In the four years that On Wall Street has held the branch manager awards, the economy has gone from high-octane to full-blown recession and now to a tepid recovery.

The challenges of running a branch have become more daunting amidst mergers, branch consolidation and a regulatory overhaul that is still being shaped. Branch managers have to deal with new technology—and sometimes competing—platforms when it comes to company mergers.

Always important, recruitment and retention of star financial advisors has become even more critical to a manager’s success. This year, as stability returns to the markets and the industry, our new crop of Top Ten Branch Managers show they have the right stuff to make it in ever-evolving brokerage world.

In this awards program (sponsored by MainStay Investment/New York Life) being a top branch manager goes beyond showing asset management numbers. For our judges, it’s also about motivating staff and client relationships.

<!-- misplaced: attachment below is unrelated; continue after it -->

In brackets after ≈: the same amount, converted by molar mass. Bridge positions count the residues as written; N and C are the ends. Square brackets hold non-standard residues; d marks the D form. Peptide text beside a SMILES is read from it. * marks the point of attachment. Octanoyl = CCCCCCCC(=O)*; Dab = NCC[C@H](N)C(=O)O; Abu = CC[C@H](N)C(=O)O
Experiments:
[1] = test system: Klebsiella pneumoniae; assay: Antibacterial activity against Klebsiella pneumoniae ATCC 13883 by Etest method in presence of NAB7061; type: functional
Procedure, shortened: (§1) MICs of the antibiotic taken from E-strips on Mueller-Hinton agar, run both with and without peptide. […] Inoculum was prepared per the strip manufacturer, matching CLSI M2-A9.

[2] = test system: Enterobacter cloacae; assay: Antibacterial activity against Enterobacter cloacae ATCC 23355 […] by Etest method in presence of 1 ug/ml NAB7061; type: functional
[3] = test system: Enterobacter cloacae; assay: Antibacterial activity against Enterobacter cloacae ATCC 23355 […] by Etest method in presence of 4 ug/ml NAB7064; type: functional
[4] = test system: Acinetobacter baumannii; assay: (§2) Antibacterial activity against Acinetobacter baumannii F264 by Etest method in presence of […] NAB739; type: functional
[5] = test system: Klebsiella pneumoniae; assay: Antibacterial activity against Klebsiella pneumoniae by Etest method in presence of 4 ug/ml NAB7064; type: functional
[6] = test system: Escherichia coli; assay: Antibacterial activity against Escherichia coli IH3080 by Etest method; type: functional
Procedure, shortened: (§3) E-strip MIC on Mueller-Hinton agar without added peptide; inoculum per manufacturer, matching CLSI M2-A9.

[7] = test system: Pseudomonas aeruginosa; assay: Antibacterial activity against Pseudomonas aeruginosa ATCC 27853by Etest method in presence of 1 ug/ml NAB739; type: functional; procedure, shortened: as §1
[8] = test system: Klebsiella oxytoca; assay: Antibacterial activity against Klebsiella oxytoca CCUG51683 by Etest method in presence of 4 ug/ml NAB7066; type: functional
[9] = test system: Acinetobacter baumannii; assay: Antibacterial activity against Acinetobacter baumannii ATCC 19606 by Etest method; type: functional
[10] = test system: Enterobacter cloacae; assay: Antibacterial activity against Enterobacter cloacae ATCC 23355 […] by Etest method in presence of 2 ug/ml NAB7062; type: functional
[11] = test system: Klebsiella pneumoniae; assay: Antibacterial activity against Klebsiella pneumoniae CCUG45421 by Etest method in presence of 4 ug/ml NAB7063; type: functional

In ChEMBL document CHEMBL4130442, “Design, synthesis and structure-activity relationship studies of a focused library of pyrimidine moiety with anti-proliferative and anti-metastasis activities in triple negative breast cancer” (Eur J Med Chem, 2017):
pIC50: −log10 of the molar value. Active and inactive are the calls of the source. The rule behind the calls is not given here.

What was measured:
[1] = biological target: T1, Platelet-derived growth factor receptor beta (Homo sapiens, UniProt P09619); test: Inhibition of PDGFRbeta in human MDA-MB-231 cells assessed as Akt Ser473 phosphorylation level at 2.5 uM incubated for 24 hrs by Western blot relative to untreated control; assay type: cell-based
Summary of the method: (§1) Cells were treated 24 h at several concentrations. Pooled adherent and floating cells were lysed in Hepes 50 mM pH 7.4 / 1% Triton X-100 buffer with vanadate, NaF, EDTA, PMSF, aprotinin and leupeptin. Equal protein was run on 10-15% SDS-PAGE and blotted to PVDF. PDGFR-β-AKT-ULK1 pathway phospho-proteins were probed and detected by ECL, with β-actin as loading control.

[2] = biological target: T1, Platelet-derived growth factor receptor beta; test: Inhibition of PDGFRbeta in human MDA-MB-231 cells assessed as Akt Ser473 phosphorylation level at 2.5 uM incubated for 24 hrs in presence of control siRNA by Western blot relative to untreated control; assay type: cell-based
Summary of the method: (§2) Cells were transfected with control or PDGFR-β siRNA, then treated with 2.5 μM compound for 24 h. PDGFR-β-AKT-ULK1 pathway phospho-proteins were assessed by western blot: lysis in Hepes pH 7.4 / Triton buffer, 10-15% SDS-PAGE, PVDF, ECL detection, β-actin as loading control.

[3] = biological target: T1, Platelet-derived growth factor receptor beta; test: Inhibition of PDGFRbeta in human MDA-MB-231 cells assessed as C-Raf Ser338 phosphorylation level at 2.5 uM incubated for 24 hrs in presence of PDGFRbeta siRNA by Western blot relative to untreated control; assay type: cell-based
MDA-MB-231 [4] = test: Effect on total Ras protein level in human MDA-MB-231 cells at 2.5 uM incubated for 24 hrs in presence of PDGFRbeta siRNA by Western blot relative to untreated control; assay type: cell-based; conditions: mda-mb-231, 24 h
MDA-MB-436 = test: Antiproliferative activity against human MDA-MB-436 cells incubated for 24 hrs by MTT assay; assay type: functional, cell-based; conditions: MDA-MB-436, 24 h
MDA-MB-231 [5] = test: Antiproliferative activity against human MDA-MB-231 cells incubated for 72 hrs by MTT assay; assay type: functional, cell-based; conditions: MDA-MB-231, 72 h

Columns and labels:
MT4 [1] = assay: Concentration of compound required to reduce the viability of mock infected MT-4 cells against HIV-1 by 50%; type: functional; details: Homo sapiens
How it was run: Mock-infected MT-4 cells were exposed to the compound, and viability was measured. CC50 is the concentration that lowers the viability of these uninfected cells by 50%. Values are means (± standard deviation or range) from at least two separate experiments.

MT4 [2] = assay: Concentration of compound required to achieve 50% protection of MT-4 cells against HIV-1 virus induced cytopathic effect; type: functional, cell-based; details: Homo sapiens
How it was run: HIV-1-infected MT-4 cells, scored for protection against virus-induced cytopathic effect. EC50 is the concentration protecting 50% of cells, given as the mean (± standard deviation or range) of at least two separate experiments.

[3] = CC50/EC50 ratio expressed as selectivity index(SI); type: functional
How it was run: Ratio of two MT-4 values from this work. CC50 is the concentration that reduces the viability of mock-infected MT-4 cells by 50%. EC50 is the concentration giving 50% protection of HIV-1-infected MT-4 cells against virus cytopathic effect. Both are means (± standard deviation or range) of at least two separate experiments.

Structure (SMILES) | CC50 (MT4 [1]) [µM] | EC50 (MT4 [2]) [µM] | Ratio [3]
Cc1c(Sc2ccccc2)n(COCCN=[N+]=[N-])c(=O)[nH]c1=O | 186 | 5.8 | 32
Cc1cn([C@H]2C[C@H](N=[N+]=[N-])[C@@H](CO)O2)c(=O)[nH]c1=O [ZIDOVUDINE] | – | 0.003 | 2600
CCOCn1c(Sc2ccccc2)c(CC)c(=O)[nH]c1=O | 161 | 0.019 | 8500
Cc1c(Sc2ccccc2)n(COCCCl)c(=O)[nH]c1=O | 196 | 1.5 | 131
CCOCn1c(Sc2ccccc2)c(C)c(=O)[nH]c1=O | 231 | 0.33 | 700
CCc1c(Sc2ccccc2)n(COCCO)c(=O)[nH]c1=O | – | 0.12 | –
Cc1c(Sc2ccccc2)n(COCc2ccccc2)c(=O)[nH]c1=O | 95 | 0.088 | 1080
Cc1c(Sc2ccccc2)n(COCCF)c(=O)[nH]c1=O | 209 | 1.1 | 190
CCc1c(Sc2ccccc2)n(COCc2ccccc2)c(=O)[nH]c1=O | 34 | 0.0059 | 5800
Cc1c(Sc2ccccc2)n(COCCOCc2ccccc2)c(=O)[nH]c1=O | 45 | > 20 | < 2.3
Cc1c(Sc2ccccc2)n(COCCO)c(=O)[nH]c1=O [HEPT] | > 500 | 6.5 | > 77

Consider what one of this year’s two-time winners said: “During the credit crisis, a lot of clients forgave the industry because of their strong relationships to the advisor.”

And that same manager recognizes that advisors need to be given the tools to ensure high performing portfolios that show results. And high-net-worth clients demand results.

To that end, the manager said: “Everything is surveyed based on what the advisor is looking for or what I ascertain from the one-on-one meeting with [him or her].”

In the end, the most successful managers are the ones who make it works for their advisors so they can make it work and meet the needs of their investor-clients. 


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